To perform the segmentation of a new image volume, we extract all the patches from the image and predict class label probabilities using the trained CNN. Then, we assign a label corresponding to the maximum a posteriori probability for every input patch. Notice that knowing the order of the patch extraction is important to be able to reconstruct the final segmentation output. We also take advantage of the location of the sub-cortical structures, which are located in the central part of the brain. Due to the knowledge provided by the atlases, regions of interest (ROI) are automatically defined for all the subject volumes to achieve faster training and testing speeds.

Since the network has been trained with the negative samples extracted only from the structure boundaries, it will produce spurious outputs in unseen areas of the background when segmenting a testing volume. In order to overcome this issue, we apply a post-processing step, where for each class only the region with the biggest volume within the ROI is preserved.

2.5 Implementation and technical details

The proposed method has been implemented in the Python language777https://www.python.org/, using Lasagne888http://lasagne.readthedocs.io

and Theano

999http://deeplearning.net/software/theano/ Bergstra et al. (2011) libraries. All experiments have been run on a GNU/Linux machine box running Ubuntu 16.04, with 32 GB RAM memory. CNN training has been carried out on a single TITAN-X GPU (NVIDIA corp, United States) with 12 GB RAM memory. The proposed method is currently available for downloading at our research website101010https://github.com/nic-vicorob/cnn_subcortical_segmentation.

3 Results

This section presents the results obtained by the proposed method on two datasets. The first dataset is the one provided in the MICCAI Multi-Atlas Labeling challenge111111https://masi.vuse.vanderbilt.edu/workshop2012 (Landman & Warfield, 2012) and the second is a publicly available dataset from the Internet Brain Segmentation Repository121212https://www.nitrc.org/projects/ibsr (IBSR). Details of these datasets and the corresponding results will be given in Section 3.2 and in Section 3.3.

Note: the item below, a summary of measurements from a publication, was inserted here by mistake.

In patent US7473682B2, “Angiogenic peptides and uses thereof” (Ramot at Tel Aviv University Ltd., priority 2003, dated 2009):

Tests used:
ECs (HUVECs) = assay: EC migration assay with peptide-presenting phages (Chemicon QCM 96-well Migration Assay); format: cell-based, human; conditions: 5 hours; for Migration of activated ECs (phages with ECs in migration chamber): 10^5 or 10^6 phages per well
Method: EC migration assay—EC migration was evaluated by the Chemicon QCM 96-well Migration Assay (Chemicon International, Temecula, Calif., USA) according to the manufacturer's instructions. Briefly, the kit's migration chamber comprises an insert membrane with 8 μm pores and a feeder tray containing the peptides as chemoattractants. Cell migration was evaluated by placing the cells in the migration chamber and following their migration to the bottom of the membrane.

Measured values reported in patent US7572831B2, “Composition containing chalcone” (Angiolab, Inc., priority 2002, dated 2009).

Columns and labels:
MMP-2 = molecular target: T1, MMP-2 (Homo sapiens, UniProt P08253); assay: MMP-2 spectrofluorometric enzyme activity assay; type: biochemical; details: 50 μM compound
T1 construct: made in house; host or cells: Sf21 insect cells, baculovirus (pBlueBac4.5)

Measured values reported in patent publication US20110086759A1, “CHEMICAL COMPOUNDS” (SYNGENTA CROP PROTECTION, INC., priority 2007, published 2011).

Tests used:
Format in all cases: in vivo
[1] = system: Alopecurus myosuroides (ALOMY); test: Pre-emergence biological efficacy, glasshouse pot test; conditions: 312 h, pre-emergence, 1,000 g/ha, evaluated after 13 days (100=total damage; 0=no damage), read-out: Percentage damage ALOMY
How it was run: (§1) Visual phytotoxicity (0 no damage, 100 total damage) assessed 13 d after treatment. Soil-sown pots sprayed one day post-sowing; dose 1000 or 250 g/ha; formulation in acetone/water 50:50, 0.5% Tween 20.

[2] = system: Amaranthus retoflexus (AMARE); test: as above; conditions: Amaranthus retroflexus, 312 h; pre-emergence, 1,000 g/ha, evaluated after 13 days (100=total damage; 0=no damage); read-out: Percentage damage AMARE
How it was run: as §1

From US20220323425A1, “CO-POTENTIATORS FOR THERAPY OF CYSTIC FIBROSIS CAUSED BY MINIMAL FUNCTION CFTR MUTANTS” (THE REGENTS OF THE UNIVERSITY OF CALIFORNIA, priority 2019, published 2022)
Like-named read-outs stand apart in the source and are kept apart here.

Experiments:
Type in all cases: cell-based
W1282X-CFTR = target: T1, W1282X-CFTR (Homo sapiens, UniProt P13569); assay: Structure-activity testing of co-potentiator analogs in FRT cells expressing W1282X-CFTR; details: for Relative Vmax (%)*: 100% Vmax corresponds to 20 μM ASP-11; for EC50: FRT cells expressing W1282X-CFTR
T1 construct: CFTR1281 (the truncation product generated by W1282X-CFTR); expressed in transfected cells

3.1 Evaluation measures

For evaluating the proposed method, we selected two metrics that are commonly used in the literature. These are overlap and spatial distance-based metrics, which show similarity and discrepancy of automatic and manual segmentations. The first measurement is Dice Similarity Coefficient (DSC) (Dice, 1945) defined as the following for automatic segmentation and manual segmentation :

(1)

DSC measures the overlap of the segmentation with the ground truth on a scale between 0 and 1, where the former shows no overlap and the latter represents 100% overlap with the ground truth.

For the spatial distance based metric, Hausdorff Distance (HD) is used in our experiments. This metric is defined as a function of the Euclidean distances between the voxels of and as:.

(2)

In other words, HD is the maximum distance from all the minimum distances between boundaries of segmentation and boundaries of the ground truth.

Similarly to Wachinger et al. (2017), we used Wilcoxon signed-rank test to test the statistical significance of: 1) the differences in DSC and HD between our and state-of-the-art methods; and 2) the effect of using spatial features and the proposed sample selection technique.

3.2 MICCAI 2012 Dataset

This dataset consists of 35 T1-w MRI volumes split into 15 cases for training and 20 cases for testing. Manually segmented ground truth for each image is available as well, which contains 134 structures overall. In our experiments, we extracted 14 classes corresponding to seven sub-cortical structures with left and right parts separately. All the subject volumes have even voxel spacing of 1 mm with a size of voxels in axial, sagittal, and coronal views respectively.